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Bars without barriers: how can venues prioritise accessibility?

The on-trade can often be unwelcoming or difficult to navigate for customers with disabilities – but some venues are putting accessibility first in both their design and their culture. We explore what the hospitality industry can learn from these bars.

According to a 2019 survey, 86% of disabled people have difficulties accessing bars and pubs

*This feature was originally published in the November 2021 issue of The Spirits Business magazine.

How can a venue be as inclusive as possible? That was a question sommelier Yannick Benjamin set out to answer through his restaurant and bar Contento, which opened in New York City’s East Harlem neighbourhood last summer. Benjamin designed the space to be “barrier‐free” for guests and employees – “meaning that someone with a disability can go in there and feel welcomed”, he says.

He recalls a recent dinner service that exemplified Contento’s mission. At one table, a person in a wheelchair was having a meal; in the next group over, a guest who was a member of the low‐vision and blind community was reading a menu in Braille; another customer in a wheelchair was enjoying a drink at the bar thanks to lower counter seating.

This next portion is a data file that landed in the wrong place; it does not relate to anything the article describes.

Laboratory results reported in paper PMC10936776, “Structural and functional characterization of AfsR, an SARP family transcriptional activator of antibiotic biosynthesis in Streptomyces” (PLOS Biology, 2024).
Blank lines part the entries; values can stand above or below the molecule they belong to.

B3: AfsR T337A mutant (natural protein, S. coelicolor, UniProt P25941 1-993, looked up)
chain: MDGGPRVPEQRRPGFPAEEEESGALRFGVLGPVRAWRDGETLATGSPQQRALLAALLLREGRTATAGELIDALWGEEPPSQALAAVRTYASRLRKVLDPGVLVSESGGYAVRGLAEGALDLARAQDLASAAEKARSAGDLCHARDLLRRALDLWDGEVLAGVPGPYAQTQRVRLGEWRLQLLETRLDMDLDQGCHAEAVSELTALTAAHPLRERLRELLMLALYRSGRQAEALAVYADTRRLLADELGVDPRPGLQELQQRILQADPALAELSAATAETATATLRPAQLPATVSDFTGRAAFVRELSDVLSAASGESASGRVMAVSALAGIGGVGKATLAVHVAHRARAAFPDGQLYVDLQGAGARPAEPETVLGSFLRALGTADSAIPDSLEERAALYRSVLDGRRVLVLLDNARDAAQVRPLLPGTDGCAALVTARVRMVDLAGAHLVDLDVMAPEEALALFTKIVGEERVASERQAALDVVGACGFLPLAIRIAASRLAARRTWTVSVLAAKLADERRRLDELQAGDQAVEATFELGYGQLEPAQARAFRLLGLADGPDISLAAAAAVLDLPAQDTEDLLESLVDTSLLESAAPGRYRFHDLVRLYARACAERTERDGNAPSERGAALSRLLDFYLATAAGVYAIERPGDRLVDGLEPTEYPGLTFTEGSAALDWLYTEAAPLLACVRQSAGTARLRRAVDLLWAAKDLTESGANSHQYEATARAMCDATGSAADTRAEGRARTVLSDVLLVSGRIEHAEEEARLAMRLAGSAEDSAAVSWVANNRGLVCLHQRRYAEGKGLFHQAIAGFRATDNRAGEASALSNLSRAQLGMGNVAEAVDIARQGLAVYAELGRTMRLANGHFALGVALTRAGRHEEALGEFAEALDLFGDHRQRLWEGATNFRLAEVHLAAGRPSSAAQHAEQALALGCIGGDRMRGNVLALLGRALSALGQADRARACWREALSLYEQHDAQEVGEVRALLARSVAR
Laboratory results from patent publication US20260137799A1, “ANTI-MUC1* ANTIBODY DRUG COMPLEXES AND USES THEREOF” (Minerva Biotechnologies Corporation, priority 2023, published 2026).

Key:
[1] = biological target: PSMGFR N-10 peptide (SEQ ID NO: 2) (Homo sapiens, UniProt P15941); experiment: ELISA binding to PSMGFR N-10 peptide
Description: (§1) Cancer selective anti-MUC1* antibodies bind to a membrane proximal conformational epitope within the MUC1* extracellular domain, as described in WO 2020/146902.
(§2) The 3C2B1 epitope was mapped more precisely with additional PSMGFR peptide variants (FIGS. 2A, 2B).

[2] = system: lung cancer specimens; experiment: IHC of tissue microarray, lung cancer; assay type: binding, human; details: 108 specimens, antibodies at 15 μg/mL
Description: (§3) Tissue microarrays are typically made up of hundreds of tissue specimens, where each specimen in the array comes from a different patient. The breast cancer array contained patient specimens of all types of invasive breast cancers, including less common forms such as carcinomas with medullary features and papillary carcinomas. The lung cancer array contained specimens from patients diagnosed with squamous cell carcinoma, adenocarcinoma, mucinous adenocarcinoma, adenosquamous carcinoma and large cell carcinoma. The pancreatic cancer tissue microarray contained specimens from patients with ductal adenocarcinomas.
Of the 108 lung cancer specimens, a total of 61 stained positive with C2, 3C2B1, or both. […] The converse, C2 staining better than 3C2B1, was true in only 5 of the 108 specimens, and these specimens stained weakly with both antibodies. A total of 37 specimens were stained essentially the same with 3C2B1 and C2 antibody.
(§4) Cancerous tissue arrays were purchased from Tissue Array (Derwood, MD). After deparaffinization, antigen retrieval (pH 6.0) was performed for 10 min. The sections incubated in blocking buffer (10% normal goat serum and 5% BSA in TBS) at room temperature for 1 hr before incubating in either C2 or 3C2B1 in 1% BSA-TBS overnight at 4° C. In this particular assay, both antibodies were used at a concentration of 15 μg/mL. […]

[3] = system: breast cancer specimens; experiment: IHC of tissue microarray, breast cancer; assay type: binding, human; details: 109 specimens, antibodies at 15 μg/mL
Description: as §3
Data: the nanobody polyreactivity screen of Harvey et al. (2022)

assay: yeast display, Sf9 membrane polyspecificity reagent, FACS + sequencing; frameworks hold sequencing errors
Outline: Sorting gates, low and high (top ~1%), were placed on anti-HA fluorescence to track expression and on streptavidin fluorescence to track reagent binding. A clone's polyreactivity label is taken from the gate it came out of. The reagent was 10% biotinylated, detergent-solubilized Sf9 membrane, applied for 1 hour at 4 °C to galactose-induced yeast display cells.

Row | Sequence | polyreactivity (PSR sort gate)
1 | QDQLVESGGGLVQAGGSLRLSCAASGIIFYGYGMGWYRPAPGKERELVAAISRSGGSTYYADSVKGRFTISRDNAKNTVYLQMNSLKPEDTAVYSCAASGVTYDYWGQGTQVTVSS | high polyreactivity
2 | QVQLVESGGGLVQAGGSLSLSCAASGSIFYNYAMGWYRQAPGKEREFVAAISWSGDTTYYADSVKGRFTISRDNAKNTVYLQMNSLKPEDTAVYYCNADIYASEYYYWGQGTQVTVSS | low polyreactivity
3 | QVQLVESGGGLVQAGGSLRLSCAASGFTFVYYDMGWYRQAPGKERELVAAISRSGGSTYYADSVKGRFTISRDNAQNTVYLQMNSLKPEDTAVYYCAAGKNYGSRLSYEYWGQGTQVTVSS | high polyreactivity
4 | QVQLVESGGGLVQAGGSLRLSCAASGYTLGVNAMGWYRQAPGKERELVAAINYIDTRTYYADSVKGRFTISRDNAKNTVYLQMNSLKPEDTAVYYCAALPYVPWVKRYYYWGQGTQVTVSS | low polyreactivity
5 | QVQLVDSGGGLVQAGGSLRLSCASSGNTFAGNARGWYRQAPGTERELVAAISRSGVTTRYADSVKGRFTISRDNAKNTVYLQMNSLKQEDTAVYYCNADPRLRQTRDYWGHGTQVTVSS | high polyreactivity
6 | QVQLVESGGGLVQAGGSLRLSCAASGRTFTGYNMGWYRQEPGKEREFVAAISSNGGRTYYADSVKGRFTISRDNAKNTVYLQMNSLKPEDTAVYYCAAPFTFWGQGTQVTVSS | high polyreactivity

“That was all at once,” says Benjamin, who uses a wheelchair himself. “To me, that’s what it’s all about. It’s just this incredible diversity of different people coming to the restaurant and feeling comfortable.”

Yannick Benjamin

Creating a welcoming atmosphere is at the very heart of hospitality, and places such as Contento demonstrate how important accessibility is when fostering an inclusive environment. Unfortunately, such venues are the exception rather than the rule. A survey conducted in 2019 by UK charity Leonard Cheshire found that 86% of disabled people face difficulties accessing bars or pubs.